In most cases they are a 6 –... More »
Tools & Materials
- Double Gang Box
- Drywall Saw
- HDMI Cable
- Coaxial Cable
- Wire Stripper
- Wire Caps
- Electrical Tape
In the first video on running electrical wire and cable through the wall, we ran wires up to a spot directly behind where our flat-panel TV is mounted. In this video, we’ll finish the job by installing an electrical box and receptacles where we can plug in our TV wires so they’re hidden from view.
Purchase a new electrical outlet based on your project's needs.
Remove the old outlet and single gang box (if existing) and install the new double gang box by placing it over one side of the existing cutout and tracing the perimeter of the rest of the box on the wall.
Cut out the hole with a drywall saw.
Fish the two new wires through the wall to the opening.
punch through the knockout tabs on the back of the box using a hammer and screwdriver. This is where the electrical cables will enter the box.
hook up the coaxial cable and HDMI cords to the back of the plate before screwing it into the gang box.
strip the ends of our new electrical cable using these wire strippers.
Pull the wires through the knockouts of the electrical box and fasten the box to the wall.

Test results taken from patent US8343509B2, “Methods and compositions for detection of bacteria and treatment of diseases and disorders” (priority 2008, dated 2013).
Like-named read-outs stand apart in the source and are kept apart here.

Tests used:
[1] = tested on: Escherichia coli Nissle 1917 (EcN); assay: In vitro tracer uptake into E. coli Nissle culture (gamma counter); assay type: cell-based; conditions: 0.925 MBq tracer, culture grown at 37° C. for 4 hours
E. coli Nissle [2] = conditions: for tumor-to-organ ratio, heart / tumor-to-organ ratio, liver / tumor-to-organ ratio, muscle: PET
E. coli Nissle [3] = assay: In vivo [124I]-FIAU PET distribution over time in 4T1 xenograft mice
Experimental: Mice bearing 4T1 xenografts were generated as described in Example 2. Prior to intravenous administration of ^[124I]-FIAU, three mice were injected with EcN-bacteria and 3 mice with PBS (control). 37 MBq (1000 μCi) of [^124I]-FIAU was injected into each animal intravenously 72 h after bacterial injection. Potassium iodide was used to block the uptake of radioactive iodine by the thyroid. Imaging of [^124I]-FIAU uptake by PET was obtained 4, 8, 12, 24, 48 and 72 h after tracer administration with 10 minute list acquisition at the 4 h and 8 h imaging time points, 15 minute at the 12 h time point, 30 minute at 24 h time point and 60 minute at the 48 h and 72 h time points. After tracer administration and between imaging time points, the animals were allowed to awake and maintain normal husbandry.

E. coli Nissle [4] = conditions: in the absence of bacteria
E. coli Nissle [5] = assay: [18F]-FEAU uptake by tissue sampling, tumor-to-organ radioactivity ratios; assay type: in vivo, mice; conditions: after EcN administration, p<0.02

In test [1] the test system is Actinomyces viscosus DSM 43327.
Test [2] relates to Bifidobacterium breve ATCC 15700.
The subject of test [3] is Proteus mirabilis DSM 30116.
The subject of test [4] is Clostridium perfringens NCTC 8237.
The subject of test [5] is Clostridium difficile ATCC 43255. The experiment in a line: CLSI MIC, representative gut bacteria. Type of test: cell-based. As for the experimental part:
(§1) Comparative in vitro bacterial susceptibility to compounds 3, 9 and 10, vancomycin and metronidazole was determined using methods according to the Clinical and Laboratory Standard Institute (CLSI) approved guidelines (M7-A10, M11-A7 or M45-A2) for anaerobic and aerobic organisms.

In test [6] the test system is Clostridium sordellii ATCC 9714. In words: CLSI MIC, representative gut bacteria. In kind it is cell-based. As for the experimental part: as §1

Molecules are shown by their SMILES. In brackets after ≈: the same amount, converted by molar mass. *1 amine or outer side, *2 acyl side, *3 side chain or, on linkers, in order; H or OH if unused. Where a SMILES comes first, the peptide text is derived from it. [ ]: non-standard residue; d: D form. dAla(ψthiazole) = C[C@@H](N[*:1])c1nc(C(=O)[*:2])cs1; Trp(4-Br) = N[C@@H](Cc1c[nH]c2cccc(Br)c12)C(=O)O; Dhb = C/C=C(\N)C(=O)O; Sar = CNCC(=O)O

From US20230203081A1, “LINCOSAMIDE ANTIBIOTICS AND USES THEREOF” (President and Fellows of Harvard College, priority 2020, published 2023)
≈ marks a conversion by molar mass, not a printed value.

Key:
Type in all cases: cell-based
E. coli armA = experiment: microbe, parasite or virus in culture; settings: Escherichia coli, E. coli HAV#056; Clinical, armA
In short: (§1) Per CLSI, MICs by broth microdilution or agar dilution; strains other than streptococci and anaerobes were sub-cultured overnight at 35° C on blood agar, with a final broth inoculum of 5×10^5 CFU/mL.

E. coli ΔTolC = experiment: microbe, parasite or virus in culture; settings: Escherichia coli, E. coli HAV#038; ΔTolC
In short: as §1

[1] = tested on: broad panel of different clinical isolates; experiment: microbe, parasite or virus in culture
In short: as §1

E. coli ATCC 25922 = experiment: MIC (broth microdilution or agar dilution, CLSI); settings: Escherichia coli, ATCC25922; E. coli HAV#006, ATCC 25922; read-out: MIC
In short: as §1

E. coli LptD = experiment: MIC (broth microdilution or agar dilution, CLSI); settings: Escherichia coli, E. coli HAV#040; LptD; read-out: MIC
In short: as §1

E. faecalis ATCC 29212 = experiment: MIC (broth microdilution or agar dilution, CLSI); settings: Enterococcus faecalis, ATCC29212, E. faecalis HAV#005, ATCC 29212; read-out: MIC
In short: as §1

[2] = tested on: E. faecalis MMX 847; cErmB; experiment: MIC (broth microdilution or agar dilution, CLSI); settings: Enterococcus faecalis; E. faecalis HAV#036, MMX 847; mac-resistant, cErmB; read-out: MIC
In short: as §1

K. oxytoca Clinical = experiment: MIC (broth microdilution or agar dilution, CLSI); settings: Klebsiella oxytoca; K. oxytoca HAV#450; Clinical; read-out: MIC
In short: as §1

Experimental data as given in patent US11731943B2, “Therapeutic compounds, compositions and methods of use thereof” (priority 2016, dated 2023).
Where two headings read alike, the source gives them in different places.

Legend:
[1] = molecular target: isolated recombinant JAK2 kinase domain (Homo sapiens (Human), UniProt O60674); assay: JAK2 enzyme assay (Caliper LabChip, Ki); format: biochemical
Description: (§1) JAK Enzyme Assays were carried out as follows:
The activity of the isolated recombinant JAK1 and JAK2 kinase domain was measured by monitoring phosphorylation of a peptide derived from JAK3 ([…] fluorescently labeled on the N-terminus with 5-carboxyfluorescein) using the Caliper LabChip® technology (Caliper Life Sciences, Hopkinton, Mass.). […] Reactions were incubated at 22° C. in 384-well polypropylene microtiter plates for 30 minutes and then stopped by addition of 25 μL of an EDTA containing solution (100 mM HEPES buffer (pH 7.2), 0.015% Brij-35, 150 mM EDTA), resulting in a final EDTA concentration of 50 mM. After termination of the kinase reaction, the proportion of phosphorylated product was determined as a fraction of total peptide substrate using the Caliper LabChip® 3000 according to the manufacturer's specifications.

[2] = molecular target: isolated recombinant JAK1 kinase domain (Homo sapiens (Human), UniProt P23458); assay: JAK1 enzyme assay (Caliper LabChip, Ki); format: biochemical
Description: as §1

Connect existing and new cable to the outlet. Black wires to the hot side and white wires to neutral side.
For the ground wires, create a pigtail and connect it to the green ground screw on the outlet. Then connect the ground wires to each end of the pigtail.
Screw the outlet into the double gang box.
Repeat this process for the electric box that will be place behind the TV.
Turn the power back on and test the connections.
Add metal clips on the studs to prevent future nails from reaching the cables. Hammer into place.
Repair the holes in the wall by placing the cut-out pieces back into place and secure with. Watch Repairing Drywall for more information.
Should I use the screw terminal or the holds in the back of the electrical outlet to attach the wires?
Technically, you can use either one. But wires “backstabbed” into these holes (as it is called) are more likely to fall out, which could start a... More »
They are really only designed for towels and other lightweight... More »
Yes, use a reducing slip joint rubber or plastic... More »
I’m adding an interior wall and I want to make sure the studs will be plumb. What’s the best way to do this?
You can layout the top plate of the wall (generally with studs spaced 16” on center) and then use a plumb bob to plumb down to layout the... More »
Check the voltage rating of the unit. Units with 115 volts (having less than a 9,000 BTU capacity) will not overload average house wiring. For... More »
Use a receptacle analyzer. Leave the power on, but make sure nothing is plugged into any outlet on the circuit, and turn off all switches on the... More »
The best choice is one is a three-wire cable with a ground. Also, make sure it’s rated for the amperage you... More »
They refer to the number and types of wire inside the cable. For example, 14-2 means the cable has two 14-gauge wires inside. 12-3 G means the cable... More »
No, you should replace them … immediately. Loose contacts can lead to arcing, which can cause a... More »